The Amazing Spider-Man 2
It's futile to wait for the easter egg at the end of The Amazing Spider-Man 2—not just because there isn't one, but also because the entire movie is an easter egg: setting up the hero and the antagonist for the sequel.
Anyway, the powers that be have opened the toy box. Oscorp's basement is visited, as seen in the previews: there's an untenanted tentacle-backpack for some future Doc Ock, and a pair of mechanical wings waiting for whichever British theatrical knight shaves his head to play The Vulture. (Paul Giamatti, as the surprise villain in the coda, went bald to perform dialogue that amounts to "Snarl! Arrrgh.")
Instead of a celeb popup, I saw, among the last words in the end title crawl, in block letters, "BE MOVED." I'm as used to the Corporate Imperative tense as anyone, but maybe this slogan (for some kind of do-gooder group?) would have helped at the beginning of the film, putting us in the proper frame of mind.
It's a hard movie to unpack. Peter Parker (Andrew Garfield) is the cowled hero of NYC, but he lives humbly with his pesky aunt (Sally Fields, allowing a bit of clinginess to show). Parker is overbooked—this movie knows how he feels. He begins to learn that his parents were Silkwooded by the evil Oscorp; meanwhile he renews his friendship with the troubled young Osborn heir, Harry (Dane DeHaan; with his ice-colored eyes and a spray of Hitler hair over his forehead, he's the film's standout). Peter's girlfriend Gwen Stacy (Emma Stone) is getting fed up with Peter's inability to show up on time. Peter's own feelings toward Gwen reveal a fragility that doesn't show when he's in costume. That's when a monster made of electricity turns up to devastate the power grid.
The action sequences were thought out, anyway, expertly pre-vised and animated to turn Spider-Man every which way but inside-out. In the first fight, he's catching a dozen vials of plutonium at once. Show me a second where Spider-Man does the old Buster Keaton stunt of grabbing the end of a passing vehicle and flying away, and I'm happy; the action sequences are never so busy that they're unamusing. Still, Jamie Foxx's characterization of Max Dillon, later Electro, isn't much. Maybe it's just hard to identify with the problem of getting dunked in a tank full of mutated electric eels on your birthday. Max is written as an underappreciated nerd; Foxx hammed it up with thick specs and a pocket protector as overstuffed as this plot. Rescued by Spider-Man, Max becomes obsessed with the hero, even before he has his fateful industrial accident. Meanwhile Spider-Man, too, becomes a stalker, following Gwen Stacy around during one of their breakups.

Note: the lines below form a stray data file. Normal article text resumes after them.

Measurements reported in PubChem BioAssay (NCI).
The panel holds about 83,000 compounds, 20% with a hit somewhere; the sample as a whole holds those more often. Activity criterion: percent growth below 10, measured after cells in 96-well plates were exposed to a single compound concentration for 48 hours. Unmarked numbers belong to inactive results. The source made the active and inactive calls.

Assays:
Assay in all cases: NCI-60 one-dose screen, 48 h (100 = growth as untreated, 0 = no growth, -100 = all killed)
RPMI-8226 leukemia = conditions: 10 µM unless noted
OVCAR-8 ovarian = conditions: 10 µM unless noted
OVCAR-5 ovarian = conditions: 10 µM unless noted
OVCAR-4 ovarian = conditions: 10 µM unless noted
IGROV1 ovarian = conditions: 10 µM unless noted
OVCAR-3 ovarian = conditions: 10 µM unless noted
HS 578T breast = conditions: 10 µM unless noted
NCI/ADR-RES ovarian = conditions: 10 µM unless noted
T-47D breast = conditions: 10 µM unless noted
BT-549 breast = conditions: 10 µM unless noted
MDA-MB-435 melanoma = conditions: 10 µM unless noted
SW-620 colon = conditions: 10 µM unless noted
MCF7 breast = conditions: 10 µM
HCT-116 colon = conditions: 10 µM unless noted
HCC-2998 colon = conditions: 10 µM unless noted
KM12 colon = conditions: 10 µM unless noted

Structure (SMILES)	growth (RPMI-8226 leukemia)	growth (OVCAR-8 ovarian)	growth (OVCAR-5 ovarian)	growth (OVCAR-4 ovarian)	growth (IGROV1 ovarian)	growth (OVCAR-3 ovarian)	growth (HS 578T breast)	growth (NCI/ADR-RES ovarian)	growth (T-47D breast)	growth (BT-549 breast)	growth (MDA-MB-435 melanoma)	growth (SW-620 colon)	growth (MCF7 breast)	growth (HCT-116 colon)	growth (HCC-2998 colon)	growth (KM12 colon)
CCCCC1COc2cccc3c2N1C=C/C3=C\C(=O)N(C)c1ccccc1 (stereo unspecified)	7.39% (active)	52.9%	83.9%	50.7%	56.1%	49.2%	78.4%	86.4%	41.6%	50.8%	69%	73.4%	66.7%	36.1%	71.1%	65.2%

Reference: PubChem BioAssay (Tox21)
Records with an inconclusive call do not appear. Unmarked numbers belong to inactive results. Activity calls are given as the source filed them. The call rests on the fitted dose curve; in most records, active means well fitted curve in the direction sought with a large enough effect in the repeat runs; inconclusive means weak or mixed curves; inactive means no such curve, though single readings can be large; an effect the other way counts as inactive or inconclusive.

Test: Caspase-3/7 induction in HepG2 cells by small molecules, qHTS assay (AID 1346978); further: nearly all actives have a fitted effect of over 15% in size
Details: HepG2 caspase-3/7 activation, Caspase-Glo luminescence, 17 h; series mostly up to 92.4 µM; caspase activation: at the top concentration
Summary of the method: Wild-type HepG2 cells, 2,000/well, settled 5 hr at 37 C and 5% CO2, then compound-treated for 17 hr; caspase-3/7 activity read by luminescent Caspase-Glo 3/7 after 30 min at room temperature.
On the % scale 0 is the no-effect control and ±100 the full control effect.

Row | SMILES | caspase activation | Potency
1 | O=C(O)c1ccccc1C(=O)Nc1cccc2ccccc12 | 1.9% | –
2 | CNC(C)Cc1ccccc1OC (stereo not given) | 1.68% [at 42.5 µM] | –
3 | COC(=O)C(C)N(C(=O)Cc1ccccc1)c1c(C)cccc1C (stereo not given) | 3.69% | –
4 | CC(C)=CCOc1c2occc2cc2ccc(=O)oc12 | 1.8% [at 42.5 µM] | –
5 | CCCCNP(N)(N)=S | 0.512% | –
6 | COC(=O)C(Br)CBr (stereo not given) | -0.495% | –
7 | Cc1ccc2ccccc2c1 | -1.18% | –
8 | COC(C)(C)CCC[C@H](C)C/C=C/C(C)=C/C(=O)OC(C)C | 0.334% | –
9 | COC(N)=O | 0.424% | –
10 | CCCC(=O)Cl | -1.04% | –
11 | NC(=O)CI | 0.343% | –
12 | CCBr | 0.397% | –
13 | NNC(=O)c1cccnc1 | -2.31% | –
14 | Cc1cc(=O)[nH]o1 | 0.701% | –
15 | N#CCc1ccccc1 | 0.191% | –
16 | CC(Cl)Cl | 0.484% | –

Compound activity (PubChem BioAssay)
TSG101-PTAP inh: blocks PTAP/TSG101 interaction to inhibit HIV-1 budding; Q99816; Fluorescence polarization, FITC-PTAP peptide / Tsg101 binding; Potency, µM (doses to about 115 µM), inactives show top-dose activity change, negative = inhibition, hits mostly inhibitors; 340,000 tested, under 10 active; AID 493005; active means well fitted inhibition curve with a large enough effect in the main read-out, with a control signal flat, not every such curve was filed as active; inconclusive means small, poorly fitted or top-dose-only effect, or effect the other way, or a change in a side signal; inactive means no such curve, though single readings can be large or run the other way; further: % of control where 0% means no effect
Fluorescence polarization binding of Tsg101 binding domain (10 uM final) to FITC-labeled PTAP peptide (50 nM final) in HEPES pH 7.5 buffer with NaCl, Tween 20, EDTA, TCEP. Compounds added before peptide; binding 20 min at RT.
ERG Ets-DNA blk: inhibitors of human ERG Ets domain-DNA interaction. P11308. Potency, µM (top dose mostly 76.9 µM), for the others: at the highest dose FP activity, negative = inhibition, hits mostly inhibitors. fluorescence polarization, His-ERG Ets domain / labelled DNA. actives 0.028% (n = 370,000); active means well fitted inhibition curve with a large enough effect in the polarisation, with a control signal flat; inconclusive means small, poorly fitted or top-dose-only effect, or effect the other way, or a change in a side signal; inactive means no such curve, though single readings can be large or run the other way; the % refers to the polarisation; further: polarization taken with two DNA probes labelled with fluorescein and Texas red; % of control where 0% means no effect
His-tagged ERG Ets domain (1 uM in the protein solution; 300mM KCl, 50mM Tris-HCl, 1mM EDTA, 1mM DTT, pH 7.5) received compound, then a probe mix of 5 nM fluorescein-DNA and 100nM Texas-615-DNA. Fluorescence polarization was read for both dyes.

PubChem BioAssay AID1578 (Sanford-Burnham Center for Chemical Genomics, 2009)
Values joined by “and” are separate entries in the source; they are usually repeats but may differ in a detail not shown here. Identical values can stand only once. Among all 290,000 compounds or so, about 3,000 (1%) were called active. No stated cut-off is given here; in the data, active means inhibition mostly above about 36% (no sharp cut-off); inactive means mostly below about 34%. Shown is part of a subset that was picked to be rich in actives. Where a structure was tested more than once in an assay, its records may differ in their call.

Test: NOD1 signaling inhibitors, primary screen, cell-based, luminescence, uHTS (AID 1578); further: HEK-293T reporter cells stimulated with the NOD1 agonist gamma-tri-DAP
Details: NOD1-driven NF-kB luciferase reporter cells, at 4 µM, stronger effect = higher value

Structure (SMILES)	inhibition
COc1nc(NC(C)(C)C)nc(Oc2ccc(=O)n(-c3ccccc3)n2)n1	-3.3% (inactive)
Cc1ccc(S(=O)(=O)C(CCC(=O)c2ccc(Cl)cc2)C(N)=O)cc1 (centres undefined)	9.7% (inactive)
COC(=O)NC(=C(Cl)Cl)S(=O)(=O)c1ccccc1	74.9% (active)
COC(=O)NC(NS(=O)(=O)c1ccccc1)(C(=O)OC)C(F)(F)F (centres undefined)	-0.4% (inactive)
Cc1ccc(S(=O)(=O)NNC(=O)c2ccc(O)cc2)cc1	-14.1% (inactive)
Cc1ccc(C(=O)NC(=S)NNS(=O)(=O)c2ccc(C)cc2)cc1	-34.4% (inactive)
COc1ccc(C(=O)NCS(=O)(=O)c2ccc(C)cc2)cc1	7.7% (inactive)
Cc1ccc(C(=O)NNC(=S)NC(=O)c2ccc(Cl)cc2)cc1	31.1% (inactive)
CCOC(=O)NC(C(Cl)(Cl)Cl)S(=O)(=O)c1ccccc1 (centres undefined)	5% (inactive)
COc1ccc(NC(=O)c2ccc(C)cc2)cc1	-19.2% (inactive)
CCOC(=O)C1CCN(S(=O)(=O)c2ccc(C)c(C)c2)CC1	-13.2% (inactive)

In 3D the background is a blur. It's strange how little atmosphere this comic-opera film has, even in the moment where Electro is in Arkham-like asylum being electro-tortured by a German scientist called "Dr. Kafka."
Peter Parker here is an emotional wreck, an orphan thrice over, if you count Uncle Ben; when unmasked, he's frequently in tears. In the love scenes, director Marc Webb was likely hoping for something as off the cuff as the banter between Tony and Pepper in the Iron Man films. It doesn't work: when Peter isn't blocked, he's babbling. Gwen's contradictory characterization is revealed by a line you'll never hear twice: "I got into Oxford! Woo hoo!"
There's one spontaneous moment between the couple that works. Spider-Man leaps off to battle, and Stone's Gwen yells, "Peter! ..." and then claps her hand over her mouth to keep the already-fled secret from escaping. Despite the addition of a Dr. Girlfriend ("Felicia" played by Felicity Jones) for Osborn, the film's real slowing down for romance is played between Peter and Harry, walking around a carousel, skipping stones by the water, and asking each other searching questions: "I try not to think about it." "How's that working out for you?" All this before the ultimate reveal that they, alas, can never be friends. (And then when Peter and Gwen finally kiss, it's in a closet.)
PG-13 142 MIN.